Frequently Asked Questions
Addiction is a condition characterized by repeated, compulsive seeking and use of drugs, alcohol or similar substances despite adverse social, mental, and physical consequences. It is usually accompanied by psychological and physical dependence on the abused substance and the appearance of withdrawal symptoms when the addictive substance is rapidly decreased or nonexistent.
A person gets locked into addiction through a combination of three factors: Guilt, depression and cravings. These factors, unrelieved, create enormous pressure that can drive a person back into drug or alcohol use when they try to quit, unless they get help.
No one wants to be an addict. No matter what an addict says, deep in his or her heart is a wish to live clean and sober again. A person may realize the damage they are doing and wish to get clean and sober, but not have the strength to overcome the guilt, depression and cravings created by the ongoing substance abuse. But there is another scenario where this reversal can occur. An addicted person generally feels that the only way she can function or feel normal or the only way she can feel anything good in life is to be high. In a desperate attempt to continue to take addictive substances, she may try to manipulate those around her and tell them whatever they want to hear, just so they leave her alone. But even this person, if she could be completely honest, would prefer to be clean and sober again.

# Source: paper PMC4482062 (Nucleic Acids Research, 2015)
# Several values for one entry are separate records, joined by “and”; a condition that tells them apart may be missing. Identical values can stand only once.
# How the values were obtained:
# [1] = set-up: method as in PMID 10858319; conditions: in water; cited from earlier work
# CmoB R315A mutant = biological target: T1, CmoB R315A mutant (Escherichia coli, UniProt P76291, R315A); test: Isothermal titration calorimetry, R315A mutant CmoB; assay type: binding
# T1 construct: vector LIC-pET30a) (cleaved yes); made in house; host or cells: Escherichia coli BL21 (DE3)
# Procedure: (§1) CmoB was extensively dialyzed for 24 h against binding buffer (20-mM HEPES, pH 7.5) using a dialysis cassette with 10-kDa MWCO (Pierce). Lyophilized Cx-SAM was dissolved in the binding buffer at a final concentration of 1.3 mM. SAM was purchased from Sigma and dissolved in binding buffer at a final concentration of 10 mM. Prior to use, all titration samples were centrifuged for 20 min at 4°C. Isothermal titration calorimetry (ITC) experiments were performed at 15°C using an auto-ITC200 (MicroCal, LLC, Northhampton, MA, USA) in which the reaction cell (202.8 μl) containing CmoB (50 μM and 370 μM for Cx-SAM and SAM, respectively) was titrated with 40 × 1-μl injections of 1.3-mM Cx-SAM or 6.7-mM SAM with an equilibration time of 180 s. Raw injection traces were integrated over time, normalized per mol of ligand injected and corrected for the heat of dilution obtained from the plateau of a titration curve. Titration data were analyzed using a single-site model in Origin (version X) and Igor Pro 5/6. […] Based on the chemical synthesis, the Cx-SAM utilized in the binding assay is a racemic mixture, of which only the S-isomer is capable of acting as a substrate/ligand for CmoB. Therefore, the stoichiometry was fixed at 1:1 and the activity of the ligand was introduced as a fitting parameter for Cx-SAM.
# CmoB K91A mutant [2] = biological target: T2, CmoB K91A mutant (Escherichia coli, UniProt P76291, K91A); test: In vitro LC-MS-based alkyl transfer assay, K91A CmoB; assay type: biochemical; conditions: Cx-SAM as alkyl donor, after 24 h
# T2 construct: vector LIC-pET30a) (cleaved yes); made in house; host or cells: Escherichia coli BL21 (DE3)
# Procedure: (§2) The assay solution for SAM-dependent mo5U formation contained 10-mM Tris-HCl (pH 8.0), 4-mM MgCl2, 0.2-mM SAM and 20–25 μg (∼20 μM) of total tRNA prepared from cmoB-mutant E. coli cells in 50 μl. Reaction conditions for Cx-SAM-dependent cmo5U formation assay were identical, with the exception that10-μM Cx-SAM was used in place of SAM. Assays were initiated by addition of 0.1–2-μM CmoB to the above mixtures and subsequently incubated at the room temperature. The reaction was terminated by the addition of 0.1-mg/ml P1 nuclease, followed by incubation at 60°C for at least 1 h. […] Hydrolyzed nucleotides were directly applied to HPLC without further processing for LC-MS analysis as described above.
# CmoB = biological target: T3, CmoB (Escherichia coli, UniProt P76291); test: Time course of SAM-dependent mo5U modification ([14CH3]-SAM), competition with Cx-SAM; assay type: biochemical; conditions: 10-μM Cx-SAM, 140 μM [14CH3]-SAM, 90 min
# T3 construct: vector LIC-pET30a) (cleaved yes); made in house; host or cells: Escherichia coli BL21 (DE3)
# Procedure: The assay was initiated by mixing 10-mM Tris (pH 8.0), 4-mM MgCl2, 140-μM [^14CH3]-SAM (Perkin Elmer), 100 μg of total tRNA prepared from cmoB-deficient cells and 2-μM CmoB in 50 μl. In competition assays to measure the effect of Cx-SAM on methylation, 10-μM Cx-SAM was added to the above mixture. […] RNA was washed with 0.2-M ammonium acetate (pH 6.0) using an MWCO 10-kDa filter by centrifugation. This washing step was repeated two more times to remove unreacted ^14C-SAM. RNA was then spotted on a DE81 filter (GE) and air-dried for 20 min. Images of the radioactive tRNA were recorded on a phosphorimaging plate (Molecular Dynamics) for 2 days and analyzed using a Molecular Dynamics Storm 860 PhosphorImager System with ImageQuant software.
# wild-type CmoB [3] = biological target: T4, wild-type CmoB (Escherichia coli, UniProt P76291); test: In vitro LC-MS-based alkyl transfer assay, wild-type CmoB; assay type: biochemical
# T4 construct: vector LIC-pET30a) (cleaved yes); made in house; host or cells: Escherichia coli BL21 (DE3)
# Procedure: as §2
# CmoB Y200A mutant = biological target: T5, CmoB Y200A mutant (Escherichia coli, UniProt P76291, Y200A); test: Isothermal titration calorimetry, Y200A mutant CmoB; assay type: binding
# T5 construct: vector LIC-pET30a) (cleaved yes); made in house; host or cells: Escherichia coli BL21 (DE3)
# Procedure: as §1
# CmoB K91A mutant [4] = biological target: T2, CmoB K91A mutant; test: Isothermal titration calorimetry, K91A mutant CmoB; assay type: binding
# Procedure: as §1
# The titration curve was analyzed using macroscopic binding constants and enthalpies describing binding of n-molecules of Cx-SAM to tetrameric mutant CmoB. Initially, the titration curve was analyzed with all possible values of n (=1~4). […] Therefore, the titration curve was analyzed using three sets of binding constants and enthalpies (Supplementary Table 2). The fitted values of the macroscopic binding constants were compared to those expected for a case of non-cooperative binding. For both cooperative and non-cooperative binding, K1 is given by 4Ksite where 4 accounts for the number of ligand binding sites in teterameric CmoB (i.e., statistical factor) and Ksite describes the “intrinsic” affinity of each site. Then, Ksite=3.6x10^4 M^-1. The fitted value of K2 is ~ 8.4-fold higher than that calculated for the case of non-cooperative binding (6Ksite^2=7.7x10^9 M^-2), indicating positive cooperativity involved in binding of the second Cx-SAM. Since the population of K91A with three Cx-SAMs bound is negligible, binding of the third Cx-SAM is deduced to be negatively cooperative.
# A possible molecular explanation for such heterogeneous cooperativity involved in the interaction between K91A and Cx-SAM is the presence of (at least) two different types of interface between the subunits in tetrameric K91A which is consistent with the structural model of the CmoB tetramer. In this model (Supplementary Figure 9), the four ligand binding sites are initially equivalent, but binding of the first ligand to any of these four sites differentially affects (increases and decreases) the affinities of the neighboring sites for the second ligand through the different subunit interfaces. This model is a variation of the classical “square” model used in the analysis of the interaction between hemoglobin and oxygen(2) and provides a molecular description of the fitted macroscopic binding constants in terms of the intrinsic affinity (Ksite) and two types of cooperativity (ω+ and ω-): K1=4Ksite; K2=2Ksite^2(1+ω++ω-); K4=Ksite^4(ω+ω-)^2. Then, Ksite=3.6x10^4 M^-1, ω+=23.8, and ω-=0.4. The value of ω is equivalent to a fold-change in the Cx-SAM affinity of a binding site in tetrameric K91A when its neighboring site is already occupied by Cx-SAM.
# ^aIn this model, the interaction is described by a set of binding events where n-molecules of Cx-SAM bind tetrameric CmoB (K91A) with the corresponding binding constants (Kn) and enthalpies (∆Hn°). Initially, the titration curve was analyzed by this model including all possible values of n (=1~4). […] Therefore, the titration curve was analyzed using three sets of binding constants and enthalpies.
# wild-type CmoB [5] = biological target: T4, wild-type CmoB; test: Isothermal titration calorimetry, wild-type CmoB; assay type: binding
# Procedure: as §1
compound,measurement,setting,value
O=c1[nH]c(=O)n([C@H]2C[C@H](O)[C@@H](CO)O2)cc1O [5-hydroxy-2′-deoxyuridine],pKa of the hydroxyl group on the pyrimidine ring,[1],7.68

When addictive substances are taken repeatedly, the body develops a tolerance and needs greater amounts to get the same effect. As dosages are increased, the body begins to depend on these drugs to replace natural chemicals the body would normally produce. As this pattern repeats over time, the body and mind of the person begin to be locked into an addictive pattern. The body will crave the drugs if they are missing and withdrawal symptoms will kick in. The person will begin to suffer from depression, exhaustion, anxiety and similar conditions if they don’t have the addictive substances. This change can happen very quickly, as in the case of oxycodone, crack cocaine, methamphetamine or Ecstasy, or it can be slower, as is often the case with alcohol or marijuana.
When a person becomes trapped in addiction, it is as though the addiction makes decisions instead of them. For an addicted person, the need for drugs or alcohol is like the worst hunger they ever experienced and all they can think about is getting the substance they crave. It seems like life itself depends on getting the drug they need and using it. This is why an addicted person can ignore or abuse his or her own loved ones; they are not in control, the addiction is.
One of a person’s qualities that is routinely lost during addiction is one’s personal integrity. It’s like the addiction takes over and forces decisions and actions that the person themselves would never have committed when not addicted. Without effectively addressing and remedying this lost integrity, addiction treatment can fail. Addiction recovery must result in a reduction or elimination of cravings, a restoration of self-esteem and integrity, and an alleviation of depression, in order to have a lasting benefit.
New Start Clinics is NOT a pain clinic.
If you or someone you know is dependent on opioids and suffers from withdrawals if not taken, they need to come and see us. Opioid addiction is a chronic disease and a medical condition that someone deals with for a lifetime, much like heart disease or diabetes. Unfortunately, it cannot be cured, but it can be managed.